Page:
Manuel Lopez Obrador, Mexico’s leftist candidate in the upcoming presidential elections in July, is leading the polls as other candidates face accusations of corruption and voters are fed up with establishment politics.
The most recent poll by Parametria reveals Lopez Obrador is the favorite candidate for the Mexican presidency, with 35 percent of those surveyed saying they would vote for him, giving him a 14 point lead against runner-up Ricardo Anaya, the right-wing candidate from the “For Mexico in Front” coalition.
Francisco Abundis, the founder of the polling firm Parametria, thinks the reason behind this may be the fight for second place between Anaya and the ruling party candidate Jose Antonio Meade, who have been accusing each other of corruption and embezzlement over the past few weeks.
“The fight for second place is damaging them both,” Parametria founder Francisco Abundis said. “For citizens, these disputes are very tiring.”
The struggle for second place left Anaya with 21 percent of support in the poll and Meade with 16 percent, losing three and two points respectively.
But corruption scandals have not affected Lopez Obrador, who had already run for the country’s top office twice, coming close to defeating former President Felipe Calderon and current head of state Enrique Peña Nieto.
Lopez Obrador, head of the National Renewal Movement (Morena) and the Together We'll Make History coalition, have been leading all national polls as the population is tired of establishment parties who they see as the reason behind the ongoing violence and frequent corruption scandals in the country.
Anaya allegedly benefited from a resale of a piece of land in the state of Queretaro, with an industrial plant as added value. He claims the deal was legitimate, but investigations suggest the sale was made through a network of shell enterprises and front men, which led to losing track of the money's origin.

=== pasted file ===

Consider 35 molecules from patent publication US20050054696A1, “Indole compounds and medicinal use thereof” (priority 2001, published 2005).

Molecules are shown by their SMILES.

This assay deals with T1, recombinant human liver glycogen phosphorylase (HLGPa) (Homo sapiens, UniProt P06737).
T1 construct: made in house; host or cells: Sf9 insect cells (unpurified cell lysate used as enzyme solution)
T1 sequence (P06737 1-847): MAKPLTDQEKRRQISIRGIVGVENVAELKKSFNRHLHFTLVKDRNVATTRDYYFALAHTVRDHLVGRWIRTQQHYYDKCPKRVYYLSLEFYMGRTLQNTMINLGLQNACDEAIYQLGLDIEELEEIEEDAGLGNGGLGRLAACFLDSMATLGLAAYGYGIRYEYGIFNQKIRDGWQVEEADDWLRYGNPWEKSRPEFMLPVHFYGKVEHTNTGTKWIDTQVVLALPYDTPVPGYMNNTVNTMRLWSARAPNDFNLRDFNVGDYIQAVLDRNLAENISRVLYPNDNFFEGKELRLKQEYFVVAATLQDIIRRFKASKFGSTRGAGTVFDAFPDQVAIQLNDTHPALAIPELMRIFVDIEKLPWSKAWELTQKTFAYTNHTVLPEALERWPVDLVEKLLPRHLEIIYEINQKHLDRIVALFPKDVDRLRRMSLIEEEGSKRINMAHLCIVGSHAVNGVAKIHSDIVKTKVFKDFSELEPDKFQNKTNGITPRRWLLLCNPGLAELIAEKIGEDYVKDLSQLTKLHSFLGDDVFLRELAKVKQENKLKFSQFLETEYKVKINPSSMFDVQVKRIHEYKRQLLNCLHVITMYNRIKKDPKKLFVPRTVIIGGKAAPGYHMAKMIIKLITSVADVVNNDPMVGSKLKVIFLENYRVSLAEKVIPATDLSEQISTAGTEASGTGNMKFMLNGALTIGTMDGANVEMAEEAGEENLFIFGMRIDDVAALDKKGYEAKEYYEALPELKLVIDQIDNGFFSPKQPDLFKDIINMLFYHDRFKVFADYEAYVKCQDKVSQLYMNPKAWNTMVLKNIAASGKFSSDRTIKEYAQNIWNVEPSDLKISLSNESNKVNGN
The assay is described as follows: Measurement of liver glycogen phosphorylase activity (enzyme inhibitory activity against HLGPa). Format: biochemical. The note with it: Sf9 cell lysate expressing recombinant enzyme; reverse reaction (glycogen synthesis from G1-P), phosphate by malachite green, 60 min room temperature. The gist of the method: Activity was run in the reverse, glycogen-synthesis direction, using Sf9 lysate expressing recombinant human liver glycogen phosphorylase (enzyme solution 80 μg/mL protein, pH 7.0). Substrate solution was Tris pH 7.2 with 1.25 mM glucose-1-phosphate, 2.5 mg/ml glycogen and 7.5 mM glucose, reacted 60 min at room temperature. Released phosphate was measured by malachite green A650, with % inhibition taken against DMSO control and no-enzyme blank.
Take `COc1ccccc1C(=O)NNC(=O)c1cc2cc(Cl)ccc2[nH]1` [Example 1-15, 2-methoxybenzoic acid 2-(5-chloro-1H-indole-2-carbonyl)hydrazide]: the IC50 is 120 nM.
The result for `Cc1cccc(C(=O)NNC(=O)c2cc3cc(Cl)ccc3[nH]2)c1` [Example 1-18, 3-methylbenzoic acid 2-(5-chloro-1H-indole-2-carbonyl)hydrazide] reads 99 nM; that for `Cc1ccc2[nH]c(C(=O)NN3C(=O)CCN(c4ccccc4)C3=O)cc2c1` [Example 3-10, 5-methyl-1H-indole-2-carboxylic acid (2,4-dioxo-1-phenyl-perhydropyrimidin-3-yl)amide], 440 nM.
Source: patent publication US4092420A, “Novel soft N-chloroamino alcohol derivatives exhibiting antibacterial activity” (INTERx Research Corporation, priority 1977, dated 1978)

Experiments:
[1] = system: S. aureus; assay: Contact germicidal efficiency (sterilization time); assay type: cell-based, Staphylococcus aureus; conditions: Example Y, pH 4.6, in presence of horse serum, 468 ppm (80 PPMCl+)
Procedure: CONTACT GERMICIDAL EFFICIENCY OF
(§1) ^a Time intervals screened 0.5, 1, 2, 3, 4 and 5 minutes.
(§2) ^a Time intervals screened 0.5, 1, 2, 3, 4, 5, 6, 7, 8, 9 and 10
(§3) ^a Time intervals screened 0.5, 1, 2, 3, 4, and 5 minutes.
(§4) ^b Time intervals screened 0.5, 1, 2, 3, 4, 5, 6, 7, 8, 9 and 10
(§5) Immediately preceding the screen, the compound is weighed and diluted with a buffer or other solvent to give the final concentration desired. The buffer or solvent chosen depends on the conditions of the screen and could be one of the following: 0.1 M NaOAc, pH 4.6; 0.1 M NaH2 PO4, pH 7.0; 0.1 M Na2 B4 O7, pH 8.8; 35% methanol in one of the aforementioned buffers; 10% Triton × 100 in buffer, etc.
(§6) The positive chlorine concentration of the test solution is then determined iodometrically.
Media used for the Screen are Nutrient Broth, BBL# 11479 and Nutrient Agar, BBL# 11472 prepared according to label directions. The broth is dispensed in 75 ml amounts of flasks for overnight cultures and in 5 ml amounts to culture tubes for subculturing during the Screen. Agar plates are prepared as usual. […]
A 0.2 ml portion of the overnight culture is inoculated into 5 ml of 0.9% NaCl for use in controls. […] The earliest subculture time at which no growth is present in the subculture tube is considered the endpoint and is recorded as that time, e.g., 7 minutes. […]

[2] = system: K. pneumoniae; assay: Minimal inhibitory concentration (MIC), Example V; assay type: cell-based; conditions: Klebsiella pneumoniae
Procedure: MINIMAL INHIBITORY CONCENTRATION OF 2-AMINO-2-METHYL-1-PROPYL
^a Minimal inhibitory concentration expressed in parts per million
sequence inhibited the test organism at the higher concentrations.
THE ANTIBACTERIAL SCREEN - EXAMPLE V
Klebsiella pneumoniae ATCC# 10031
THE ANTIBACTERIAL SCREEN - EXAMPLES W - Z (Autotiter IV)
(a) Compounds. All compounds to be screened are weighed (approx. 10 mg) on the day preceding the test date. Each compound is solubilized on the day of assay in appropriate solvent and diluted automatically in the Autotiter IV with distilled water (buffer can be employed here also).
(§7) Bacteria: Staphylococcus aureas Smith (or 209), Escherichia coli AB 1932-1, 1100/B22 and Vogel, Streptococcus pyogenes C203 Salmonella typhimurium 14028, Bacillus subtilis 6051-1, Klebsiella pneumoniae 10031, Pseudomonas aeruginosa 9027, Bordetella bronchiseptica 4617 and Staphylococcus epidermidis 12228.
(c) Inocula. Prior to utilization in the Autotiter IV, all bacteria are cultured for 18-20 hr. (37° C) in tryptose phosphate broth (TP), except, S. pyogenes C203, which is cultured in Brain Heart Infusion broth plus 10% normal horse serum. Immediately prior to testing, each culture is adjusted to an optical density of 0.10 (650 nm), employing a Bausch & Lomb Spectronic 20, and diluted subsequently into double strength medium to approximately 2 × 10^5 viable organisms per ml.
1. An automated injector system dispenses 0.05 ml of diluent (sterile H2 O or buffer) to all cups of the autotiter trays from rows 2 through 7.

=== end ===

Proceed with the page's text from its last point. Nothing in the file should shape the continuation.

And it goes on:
The backlash against Anaya comes a few weeks after a national news channel aired a video in which two business people can be seen testifying to Mexico's General Prosecutors' office that he was involved in fraudulent activities.
The report then prompted many voices from Meade's Institutional Revolutionary Party (PRI) to join the accusations.
Later as evidence surfaced and the accusations became more plausible, even members from the National Action Party, Anaya's own party, demanded a stronger investigation and are considering a new candidate for the presidency.
Anaya then accused the PRI candidate of embezzlement during his term as Minister of Social Development. That also affected Meade's campaign, who was already struggling with his party's negative legacy, which has grown unpopular under the current government of Peña Nieto.
Both candidates and their teams have denied the accusations while Lopez Obrador maintains confidence and promises to end corruption in the country.
Independent candidate Margarita Zavala, wife of former right wing President Calderon who started the bloody “war on drugs” in Mexico, scored the support of 10 percent of those surveyed, while the other popular independent candidate Jaime Rodriguez “El Bronco” has 5 percent.